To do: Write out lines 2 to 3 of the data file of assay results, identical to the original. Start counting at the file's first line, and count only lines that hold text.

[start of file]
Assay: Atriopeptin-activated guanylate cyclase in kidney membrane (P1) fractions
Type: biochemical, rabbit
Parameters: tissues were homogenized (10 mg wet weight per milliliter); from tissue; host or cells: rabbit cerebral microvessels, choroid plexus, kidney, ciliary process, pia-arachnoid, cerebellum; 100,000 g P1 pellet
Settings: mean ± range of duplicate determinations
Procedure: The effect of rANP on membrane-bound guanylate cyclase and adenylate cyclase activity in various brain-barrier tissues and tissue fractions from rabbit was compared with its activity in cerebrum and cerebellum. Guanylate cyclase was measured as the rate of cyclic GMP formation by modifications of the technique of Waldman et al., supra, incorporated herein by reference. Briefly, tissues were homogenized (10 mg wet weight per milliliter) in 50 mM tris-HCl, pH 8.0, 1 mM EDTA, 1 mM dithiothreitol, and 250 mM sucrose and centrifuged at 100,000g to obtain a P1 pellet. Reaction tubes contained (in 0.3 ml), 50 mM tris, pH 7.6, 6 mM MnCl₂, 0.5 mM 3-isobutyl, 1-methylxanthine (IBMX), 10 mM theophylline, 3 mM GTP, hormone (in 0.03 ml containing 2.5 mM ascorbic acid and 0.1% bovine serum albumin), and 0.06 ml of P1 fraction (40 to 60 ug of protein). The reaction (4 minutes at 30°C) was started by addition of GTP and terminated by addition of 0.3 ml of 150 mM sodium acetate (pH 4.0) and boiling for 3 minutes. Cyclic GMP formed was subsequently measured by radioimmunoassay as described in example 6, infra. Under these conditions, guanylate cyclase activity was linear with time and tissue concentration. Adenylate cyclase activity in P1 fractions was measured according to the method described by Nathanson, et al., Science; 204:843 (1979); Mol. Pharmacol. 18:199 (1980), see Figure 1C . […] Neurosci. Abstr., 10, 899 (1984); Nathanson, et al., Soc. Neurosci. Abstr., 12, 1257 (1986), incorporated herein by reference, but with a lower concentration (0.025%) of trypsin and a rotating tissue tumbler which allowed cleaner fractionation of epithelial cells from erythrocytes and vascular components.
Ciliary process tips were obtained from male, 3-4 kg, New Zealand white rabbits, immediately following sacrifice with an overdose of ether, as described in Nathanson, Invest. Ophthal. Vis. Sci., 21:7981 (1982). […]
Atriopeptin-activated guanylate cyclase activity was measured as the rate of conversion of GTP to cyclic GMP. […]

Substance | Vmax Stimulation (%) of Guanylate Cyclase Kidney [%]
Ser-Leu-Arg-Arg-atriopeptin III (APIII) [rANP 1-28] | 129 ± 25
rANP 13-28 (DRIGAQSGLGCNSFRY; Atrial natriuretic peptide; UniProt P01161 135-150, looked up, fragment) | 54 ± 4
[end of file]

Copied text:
Type: biochemical, rabbit
Parameters: tissues were homogenized (10 mg wet weight per milliliter); from tissue; host or cells: rabbit cerebral microvessels, choroid plexus, kidney, ciliary process, pia-arachnoid, cerebellum; 100,000 g P1 pellet